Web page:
Three noteworthy cases, which have previously been featured on this blog, are to be heard by the Supreme Court in the next few weeks. Each case is significant for either motor/casualty or property insurers. The Mitsui, Knauer and Versloot cases deal respectively with the matters set out in the title of this post.
- On 21 January, five Justices will hear the final appeal in Mayor’s Office for Policing v Mitsui & others. The case turns on whether the current riot damages legislation – which dates from 1886 – obliges the policing authority to compensate not only for property damage sustained in a riot, but also for consequential economic loss (for which the insurers involved are arguing, by way of subrogation)?
- A panel of seven Justices will, in Knauer v Ministry of Justice, which is being heard on 28 January, consider if, in fatal accident claims, the common law should be changed so that multipliers for loss of dependency should be calculated not from the date of death (as set down in 1979 in Cookson v Knowles) but from the date of assessment of the award?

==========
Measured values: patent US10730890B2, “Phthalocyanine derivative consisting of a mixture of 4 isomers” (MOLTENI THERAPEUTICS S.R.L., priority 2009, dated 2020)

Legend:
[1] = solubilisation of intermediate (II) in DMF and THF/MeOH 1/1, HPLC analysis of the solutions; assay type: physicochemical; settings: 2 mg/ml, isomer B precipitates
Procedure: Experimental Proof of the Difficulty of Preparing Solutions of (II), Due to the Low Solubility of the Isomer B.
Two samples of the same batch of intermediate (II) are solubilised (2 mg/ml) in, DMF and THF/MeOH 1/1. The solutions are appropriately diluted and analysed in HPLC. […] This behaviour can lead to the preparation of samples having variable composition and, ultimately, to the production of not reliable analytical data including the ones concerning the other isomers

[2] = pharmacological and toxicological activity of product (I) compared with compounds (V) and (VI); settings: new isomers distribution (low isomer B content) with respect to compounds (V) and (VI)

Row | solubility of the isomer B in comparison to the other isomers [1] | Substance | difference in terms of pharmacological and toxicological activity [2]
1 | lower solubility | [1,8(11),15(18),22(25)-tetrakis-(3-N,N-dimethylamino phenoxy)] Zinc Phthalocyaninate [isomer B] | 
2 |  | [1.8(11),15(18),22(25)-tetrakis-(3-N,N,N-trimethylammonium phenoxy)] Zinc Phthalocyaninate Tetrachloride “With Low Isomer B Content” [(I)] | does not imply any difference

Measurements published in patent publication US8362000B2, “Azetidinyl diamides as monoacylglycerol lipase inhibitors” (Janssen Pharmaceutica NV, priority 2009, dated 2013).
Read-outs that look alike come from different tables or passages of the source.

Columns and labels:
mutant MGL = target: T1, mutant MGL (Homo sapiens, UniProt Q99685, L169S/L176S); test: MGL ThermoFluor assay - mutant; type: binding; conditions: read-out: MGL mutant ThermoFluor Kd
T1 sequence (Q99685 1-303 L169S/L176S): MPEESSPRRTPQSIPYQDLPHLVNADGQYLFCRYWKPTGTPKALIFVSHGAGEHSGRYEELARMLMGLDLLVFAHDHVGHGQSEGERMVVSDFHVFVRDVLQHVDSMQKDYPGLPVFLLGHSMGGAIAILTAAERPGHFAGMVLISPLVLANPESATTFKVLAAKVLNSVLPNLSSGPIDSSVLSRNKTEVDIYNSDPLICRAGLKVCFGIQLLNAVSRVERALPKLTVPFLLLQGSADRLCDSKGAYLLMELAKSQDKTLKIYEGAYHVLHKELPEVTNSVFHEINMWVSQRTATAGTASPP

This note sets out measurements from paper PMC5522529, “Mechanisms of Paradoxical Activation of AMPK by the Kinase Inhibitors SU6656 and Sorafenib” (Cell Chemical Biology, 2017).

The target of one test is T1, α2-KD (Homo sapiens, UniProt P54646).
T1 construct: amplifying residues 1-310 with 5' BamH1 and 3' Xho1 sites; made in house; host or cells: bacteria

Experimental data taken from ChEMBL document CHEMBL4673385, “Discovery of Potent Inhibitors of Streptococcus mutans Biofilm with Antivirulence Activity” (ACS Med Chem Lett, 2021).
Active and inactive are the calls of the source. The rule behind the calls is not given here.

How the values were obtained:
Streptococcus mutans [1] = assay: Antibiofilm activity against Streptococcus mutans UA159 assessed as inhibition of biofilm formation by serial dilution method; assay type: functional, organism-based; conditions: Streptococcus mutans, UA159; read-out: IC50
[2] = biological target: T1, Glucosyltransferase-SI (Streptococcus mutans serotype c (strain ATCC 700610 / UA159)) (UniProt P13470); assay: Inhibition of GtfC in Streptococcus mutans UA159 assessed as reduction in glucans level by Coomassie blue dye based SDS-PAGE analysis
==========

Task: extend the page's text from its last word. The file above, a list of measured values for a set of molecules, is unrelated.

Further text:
- Versloot Dredging will be heard on 16 & 17 March before a more usual panel of five Justices. The key question here is whether the rule that ‘fraud by an insured unravels all’ should also operate where a fraudulent means or device was used to further the claim? If it does, then a second question arises: whether the complete forfeiture of the insured’s claim under that rule infringes his or her rights under Article 1 Protocol 1 of the European Convention on Human Rights? [Having accepted the premise of the rule, the Court of Appeal had little hesitation in answering this second question negatively and in fairly trenchant language.]
While it would be both difficult and unwise to attempt to call the outcome of any of these cases, we shall certainly be following the hearings closely and will report on the judgments as and when they are handed down by the Court.
About the Author
Alistair Kinley is BLM’s Director of Policy & Government Affairs.
Alistair is responsible for BLM’s engagement with government departments and regulators on policy and public affairs issues and consultations affecting the firm and its customers. He coordinated BLM’s market-facing activities in connection with the Insurance Act 2015 and the consultations which preceded its publication and introduction in Parliament.
He is a member of the Civil Justice Council (CJC), a regular speaker and experienced commentator on legal and procedural reforms and was a contributing editor to the Law Society’s Litigation Funding Handbook (September 2014).